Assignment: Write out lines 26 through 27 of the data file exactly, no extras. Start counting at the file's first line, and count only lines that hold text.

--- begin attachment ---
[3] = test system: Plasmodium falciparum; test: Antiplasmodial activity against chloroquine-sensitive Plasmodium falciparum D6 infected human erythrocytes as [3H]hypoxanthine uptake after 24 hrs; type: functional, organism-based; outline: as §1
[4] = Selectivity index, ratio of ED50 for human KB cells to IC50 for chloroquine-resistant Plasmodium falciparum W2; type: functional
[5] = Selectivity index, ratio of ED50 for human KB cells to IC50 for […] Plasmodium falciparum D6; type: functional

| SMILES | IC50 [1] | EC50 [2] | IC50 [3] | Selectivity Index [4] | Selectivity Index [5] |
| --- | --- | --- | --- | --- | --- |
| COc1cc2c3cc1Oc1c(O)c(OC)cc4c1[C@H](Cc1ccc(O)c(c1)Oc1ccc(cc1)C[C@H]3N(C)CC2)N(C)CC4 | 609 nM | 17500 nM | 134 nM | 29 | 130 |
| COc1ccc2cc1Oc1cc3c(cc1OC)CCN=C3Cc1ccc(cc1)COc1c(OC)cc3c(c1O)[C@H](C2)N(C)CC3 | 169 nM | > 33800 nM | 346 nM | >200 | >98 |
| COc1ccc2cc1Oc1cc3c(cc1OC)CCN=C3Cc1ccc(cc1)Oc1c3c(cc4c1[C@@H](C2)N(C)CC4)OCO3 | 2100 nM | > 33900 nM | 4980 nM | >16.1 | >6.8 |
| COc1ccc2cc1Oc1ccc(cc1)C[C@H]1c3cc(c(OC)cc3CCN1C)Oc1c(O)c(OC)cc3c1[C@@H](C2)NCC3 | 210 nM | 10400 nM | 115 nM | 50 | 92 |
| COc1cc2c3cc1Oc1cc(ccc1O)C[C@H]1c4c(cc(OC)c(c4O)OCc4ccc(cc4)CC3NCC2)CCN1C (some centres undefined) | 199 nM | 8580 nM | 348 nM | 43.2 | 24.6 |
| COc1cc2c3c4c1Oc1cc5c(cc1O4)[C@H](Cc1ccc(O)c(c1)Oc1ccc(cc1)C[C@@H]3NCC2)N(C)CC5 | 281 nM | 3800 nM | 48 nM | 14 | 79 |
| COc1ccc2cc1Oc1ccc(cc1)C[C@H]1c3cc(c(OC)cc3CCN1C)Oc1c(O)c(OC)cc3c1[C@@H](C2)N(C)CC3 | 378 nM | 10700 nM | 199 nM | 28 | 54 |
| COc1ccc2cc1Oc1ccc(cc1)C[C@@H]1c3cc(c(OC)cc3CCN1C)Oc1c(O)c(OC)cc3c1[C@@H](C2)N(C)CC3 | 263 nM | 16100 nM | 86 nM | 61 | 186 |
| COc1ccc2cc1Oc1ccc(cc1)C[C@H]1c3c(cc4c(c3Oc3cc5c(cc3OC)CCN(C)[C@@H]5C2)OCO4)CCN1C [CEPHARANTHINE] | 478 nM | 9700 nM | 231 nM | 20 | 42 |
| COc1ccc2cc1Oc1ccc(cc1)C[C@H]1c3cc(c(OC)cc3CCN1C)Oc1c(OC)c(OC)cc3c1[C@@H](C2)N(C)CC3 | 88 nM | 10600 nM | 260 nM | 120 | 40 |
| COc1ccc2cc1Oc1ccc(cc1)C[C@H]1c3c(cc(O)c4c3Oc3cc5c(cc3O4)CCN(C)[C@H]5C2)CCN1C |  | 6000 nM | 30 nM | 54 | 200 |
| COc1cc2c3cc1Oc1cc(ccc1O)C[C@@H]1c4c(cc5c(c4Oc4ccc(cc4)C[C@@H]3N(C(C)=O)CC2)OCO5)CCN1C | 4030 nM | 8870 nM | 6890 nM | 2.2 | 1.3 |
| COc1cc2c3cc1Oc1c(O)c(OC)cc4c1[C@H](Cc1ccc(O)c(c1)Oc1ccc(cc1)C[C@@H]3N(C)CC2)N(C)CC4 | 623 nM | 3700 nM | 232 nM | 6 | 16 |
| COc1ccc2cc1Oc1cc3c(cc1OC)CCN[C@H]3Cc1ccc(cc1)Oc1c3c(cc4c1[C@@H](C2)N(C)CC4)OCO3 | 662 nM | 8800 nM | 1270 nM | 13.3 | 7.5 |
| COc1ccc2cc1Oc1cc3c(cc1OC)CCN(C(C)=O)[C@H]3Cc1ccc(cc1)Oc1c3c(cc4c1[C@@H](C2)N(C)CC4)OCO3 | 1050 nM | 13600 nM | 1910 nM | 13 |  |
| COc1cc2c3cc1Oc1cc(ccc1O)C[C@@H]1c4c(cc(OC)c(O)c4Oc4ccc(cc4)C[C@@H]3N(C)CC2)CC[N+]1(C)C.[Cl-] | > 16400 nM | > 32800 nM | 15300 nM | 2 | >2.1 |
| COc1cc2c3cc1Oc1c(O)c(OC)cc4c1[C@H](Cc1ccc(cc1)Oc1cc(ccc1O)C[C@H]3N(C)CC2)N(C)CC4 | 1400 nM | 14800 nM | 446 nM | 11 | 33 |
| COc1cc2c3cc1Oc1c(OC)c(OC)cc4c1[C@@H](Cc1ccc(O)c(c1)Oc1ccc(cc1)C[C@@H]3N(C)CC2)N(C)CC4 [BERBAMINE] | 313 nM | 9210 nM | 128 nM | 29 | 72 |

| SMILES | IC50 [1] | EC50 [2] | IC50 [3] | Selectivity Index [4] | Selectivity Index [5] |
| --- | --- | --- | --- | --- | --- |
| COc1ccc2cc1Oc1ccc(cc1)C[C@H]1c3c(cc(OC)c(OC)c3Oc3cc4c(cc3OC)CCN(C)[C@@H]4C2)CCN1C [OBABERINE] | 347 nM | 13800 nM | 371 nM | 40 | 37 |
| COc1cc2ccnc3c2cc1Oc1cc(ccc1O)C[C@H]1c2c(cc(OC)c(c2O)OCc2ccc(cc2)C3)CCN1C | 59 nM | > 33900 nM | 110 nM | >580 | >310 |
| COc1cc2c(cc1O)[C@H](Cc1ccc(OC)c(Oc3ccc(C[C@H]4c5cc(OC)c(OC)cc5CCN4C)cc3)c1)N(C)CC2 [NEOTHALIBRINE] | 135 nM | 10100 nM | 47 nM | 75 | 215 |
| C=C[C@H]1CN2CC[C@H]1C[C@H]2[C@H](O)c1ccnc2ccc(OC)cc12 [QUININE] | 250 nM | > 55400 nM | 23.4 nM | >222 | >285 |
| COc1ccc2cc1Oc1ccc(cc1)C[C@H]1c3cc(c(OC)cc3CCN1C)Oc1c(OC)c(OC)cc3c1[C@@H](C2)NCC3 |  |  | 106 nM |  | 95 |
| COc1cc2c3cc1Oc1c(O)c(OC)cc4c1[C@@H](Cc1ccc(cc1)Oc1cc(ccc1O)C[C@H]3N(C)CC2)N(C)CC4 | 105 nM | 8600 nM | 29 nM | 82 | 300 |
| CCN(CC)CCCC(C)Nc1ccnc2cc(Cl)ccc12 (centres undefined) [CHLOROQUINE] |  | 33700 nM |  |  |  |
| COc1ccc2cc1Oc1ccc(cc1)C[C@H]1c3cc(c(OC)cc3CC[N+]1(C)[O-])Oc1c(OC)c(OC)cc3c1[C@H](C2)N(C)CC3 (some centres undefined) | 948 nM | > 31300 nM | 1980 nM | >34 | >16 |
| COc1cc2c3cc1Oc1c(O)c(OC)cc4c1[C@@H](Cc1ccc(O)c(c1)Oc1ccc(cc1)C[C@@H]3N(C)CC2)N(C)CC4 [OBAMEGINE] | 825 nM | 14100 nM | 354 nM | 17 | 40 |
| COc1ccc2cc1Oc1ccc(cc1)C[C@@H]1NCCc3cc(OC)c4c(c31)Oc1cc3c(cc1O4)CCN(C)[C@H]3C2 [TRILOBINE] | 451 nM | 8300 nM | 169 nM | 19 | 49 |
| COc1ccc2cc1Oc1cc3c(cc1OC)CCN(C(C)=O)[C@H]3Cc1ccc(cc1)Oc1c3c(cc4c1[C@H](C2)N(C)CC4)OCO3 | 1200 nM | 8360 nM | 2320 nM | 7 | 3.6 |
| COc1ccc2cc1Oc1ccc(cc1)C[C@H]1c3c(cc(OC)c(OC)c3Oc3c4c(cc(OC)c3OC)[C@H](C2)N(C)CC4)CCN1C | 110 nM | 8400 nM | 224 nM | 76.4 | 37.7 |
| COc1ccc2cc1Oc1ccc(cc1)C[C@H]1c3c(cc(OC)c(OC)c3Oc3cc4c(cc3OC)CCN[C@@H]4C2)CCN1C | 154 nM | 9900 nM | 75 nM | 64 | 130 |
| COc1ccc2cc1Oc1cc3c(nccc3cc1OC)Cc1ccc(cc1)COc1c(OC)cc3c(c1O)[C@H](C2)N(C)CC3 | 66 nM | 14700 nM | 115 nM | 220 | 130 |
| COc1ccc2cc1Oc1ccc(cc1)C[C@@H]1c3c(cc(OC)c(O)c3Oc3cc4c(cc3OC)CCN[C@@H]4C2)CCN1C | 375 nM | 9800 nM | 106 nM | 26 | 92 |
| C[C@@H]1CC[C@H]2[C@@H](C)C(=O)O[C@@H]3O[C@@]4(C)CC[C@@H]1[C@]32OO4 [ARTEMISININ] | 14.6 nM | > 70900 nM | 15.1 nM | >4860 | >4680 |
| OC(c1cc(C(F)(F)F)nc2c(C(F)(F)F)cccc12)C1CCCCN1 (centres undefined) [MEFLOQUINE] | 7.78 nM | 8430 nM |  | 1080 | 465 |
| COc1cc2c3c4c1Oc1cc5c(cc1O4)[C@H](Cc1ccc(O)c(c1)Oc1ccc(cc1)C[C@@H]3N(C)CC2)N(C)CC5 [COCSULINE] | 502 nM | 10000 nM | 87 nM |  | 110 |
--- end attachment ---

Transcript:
| COc1ccc2cc1Oc1ccc(cc1)C[C@H]1c3c(cc(OC)c(OC)c3Oc3cc4c(cc3OC)CCN(C)[C@@H]4C2)CCN1C [OBABERINE] | 347 nM | 13800 nM | 371 nM | 40 | 37 |
| COc1cc2ccnc3c2cc1Oc1cc(ccc1O)C[C@H]1c2c(cc(OC)c(c2O)OCc2ccc(cc2)C3)CCN1C | 59 nM | > 33900 nM | 110 nM | >580 | >310 |